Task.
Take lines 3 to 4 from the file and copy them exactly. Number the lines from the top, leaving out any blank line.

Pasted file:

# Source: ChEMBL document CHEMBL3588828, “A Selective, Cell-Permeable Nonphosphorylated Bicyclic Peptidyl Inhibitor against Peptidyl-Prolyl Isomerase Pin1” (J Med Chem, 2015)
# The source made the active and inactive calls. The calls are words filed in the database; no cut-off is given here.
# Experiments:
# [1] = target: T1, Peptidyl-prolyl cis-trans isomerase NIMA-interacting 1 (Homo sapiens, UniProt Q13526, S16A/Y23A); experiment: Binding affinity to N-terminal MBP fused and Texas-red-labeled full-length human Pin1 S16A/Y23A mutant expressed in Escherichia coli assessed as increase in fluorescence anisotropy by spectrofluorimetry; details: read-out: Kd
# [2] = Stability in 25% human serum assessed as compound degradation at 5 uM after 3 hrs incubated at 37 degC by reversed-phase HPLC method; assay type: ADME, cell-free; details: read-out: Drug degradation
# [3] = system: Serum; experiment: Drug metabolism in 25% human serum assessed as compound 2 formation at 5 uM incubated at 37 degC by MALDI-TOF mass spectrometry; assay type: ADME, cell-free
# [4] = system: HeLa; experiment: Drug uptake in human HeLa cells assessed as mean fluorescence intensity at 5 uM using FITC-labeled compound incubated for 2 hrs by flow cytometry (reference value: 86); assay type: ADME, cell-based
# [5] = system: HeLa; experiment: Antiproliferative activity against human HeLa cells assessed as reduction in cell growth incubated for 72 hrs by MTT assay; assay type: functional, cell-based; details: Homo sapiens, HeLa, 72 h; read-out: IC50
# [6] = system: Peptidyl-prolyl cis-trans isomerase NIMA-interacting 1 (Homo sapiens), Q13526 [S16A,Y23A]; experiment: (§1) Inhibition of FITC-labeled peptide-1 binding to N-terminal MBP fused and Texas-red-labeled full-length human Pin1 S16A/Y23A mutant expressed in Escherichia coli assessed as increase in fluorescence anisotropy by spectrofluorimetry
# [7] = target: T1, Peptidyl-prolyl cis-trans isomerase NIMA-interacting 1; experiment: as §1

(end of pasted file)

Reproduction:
# Experiments:
# [1] = target: T1, Peptidyl-prolyl cis-trans isomerase NIMA-interacting 1 (Homo sapiens, UniProt Q13526, S16A/Y23A); experiment: Binding affinity to N-terminal MBP fused and Texas-red-labeled full-length human Pin1 S16A/Y23A mutant expressed in Escherichia coli assessed as increase in fluorescence anisotropy by spectrofluorimetry; details: read-out: Kd